We did a writing exercise today. This is a new venture for the group, not having done one before (I don’t think). I’ve been doing a lot of free writing in the last week as part of something I’m working on, so I thought it would be interesting to try it with others.
Free writing is device to help with starting to write. I’m often asked how do you start writing and I often reply you just do it, and in a way free writing is just that. You have your pen/pencil and the blank page and you begin and you write without any thought or direction or structure. This might sound a bit pointless and I have sometimes thought it pointless, I must admit, but it can be a good way to start, to get into the flow or the rhythm of writing; to give in to the impulse and see what comes out. It’s also a good way of by-passing the ego so what is milling sub-consciously might come up.
Some writers like to do what is often called morning pages as soon as they wake up so that the influence of the dream space is still around. I started doing this on the recommendation of poet-teacher who was running a workshop I attended. When he asked us to write spontaneously I was well and truly stumped and ended up doing nothing and feeling very silly. At the time I was rather resistant to advice (I hate being told what to do—it’s a grievous fault) and did the morning pages exercise grudgingly, which may have influenced what came up. A lot of it was just words and impenetrable but there were glimpses of something alive in the murk.
I take my writing more seriously now so doing free writing (although not morning pages) is part of my routine—like doing scales or fingering exercises when learning the piano or warming up before singing or sport. I don’t often use what I write in my prose, but I do find it useful for poetry, where a phrase or image might catch the eye and be the seed for something more substantial. Also doing free writes over a period of time can reveal themes or preoccupations (obsessions?).
Although free writing can start from nowhere you can start from a phrase or word, and this can be easier, especially with a group, I think, where doing the same thing together can be bonding as well. So today we started from ‘For the first time…’ and here is what happened (although one is not free writing at all but an accomplished poem).
For the first time, can’t you see my life is full of colour, although I have nothing I am always free, I see the light the movement and the energy that flows within the spirit of the night.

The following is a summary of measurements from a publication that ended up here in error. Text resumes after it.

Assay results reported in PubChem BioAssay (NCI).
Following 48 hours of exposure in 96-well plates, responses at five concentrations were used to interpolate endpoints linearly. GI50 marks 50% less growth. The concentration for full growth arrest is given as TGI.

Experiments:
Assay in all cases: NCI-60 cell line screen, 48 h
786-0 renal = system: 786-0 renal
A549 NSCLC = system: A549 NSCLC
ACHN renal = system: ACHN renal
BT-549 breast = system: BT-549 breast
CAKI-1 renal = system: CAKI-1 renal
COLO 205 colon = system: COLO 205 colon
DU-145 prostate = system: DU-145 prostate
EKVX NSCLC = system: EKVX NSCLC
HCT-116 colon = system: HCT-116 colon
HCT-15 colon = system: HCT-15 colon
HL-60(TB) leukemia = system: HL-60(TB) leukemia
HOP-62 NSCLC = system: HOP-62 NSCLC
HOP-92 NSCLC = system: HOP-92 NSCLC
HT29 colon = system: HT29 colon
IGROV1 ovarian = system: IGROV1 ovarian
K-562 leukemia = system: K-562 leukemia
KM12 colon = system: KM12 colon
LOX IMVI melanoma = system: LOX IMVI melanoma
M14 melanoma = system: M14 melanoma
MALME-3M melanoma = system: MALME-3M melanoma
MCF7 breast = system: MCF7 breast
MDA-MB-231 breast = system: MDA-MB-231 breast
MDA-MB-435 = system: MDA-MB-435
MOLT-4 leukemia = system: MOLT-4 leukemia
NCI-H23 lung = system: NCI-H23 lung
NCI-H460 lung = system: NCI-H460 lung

For the first time, can someone understand me, instead of that inward giggle, when one is trying to make them see something that is beyond their vision.
Blinded by creeds aren’t they. It’s all about Eve and that is me, Automatic for the people is what I call weak. We were born to be wild and to love what we cherish.
So cherish the children for they are your future for ever and ever. FOR THE LAST TIME OR THE FIRST TIME. AMEN
For the first time he’d got his shoes on the correct feet and without thinking about it. He didn’t notice until he’d started walking and he could—one foot in front of the other; hop, skip and jump and his feet were fine. No pinching or sending him off the wrong way. This alerted him and he looked down and saw his feet shoe encased, and they were such happy shoes his feet felt glad and he felt glad—glad that his shoes were shoes, glad that his feet fitted them so neatly, glad that there was ground under his feet at last—as if he’d gone about hoisted by balloons for the last six months. The miracle of ground and it being there—earth and no magic; tarmac and stone, the weird plainness of it all. It caught his eye like a fly fisher’s flash but it was ground and his feet, shoes, soles of shoes were on it and—oh yes—he could feel it. Bless shoes, he thought, bless feet, bless the ground, that earth, that bit of earth that connects me. He took a deep breath and kicked his shoes off—away. What did he want with shoes after all? Shoes got in the way, shoes made him want something else and it wasn’t right, right any more. Shoes were an impediment; shoes stitched up his feet, shoes shook him out. Shoes spooked him from all angles. Shoes were…never again.
For the first time I saw,
What I hadn’t before,
The grind of the nail,
As it ground through his paw.
His wisdom, His courage, His message all gone,
Drowned out by the febrile old sods in the throng,
I’ve done some things true but I’ve done mostly wrong,
Too tone-deaf to attune my sick ears to his song.
He was just thirty three; now I’m forty eight,
The filth in my soul is my Saviour’s weight,
If he had the half-time to converse with me,
I’d say it was I who belonged on that tree.